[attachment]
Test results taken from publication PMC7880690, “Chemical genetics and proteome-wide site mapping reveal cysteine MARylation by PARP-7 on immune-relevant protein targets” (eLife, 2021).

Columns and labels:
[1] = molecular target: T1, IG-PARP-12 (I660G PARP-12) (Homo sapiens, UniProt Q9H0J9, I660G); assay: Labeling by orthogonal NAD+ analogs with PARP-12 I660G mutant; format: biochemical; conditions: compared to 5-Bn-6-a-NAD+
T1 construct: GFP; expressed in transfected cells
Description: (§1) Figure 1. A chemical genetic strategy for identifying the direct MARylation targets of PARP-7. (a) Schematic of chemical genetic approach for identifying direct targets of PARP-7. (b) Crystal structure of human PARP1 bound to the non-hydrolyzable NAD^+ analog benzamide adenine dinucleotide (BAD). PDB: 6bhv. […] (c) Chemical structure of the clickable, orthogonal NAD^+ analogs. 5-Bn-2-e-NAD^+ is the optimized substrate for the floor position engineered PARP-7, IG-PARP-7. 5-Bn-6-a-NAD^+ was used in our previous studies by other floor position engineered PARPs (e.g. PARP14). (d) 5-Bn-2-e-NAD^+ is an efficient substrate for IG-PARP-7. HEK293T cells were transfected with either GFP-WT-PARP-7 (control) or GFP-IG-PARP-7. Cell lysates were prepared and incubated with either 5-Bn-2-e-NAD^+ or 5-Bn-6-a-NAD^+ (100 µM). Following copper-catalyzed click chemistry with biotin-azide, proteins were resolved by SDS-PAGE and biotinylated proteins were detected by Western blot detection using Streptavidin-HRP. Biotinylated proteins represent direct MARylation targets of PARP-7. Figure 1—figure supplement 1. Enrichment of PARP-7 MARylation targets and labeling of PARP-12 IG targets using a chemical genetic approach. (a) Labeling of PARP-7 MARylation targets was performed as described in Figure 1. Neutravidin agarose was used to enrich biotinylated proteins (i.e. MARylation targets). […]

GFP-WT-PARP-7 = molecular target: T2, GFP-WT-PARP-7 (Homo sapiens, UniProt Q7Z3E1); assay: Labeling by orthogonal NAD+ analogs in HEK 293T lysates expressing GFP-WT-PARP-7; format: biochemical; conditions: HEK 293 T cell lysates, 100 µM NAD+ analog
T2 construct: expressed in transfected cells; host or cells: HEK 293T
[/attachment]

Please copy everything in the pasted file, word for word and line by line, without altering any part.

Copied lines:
Test results taken from publication PMC7880690, “Chemical genetics and proteome-wide site mapping reveal cysteine MARylation by PARP-7 on immune-relevant protein targets” (eLife, 2021).

Columns and labels:
[1] = molecular target: T1, IG-PARP-12 (I660G PARP-12) (Homo sapiens, UniProt Q9H0J9, I660G); assay: Labeling by orthogonal NAD+ analogs with PARP-12 I660G mutant; format: biochemical; conditions: compared to 5-Bn-6-a-NAD+
T1 construct: GFP; expressed in transfected cells
Description: (§1) Figure 1. A chemical genetic strategy for identifying the direct MARylation targets of PARP-7. (a) Schematic of chemical genetic approach for identifying direct targets of PARP-7. (b) Crystal structure of human PARP1 bound to the non-hydrolyzable NAD^+ analog benzamide adenine dinucleotide (BAD). PDB: 6bhv. […] (c) Chemical structure of the clickable, orthogonal NAD^+ analogs. 5-Bn-2-e-NAD^+ is the optimized substrate for the floor position engineered PARP-7, IG-PARP-7. 5-Bn-6-a-NAD^+ was used in our previous studies by other floor position engineered PARPs (e.g. PARP14). (d) 5-Bn-2-e-NAD^+ is an efficient substrate for IG-PARP-7. HEK293T cells were transfected with either GFP-WT-PARP-7 (control) or GFP-IG-PARP-7. Cell lysates were prepared and incubated with either 5-Bn-2-e-NAD^+ or 5-Bn-6-a-NAD^+ (100 µM). Following copper-catalyzed click chemistry with biotin-azide, proteins were resolved by SDS-PAGE and biotinylated proteins were detected by Western blot detection using Streptavidin-HRP. Biotinylated proteins represent direct MARylation targets of PARP-7. Figure 1—figure supplement 1. Enrichment of PARP-7 MARylation targets and labeling of PARP-12 IG targets using a chemical genetic approach. (a) Labeling of PARP-7 MARylation targets was performed as described in Figure 1. Neutravidin agarose was used to enrich biotinylated proteins (i.e. MARylation targets). […]

GFP-WT-PARP-7 = molecular target: T2, GFP-WT-PARP-7 (Homo sapiens, UniProt Q7Z3E1); assay: Labeling by orthogonal NAD+ analogs in HEK 293T lysates expressing GFP-WT-PARP-7; format: biochemical; conditions: HEK 293 T cell lysates, 100 µM NAD+ analog
T2 construct: expressed in transfected cells; host or cells: HEK 293T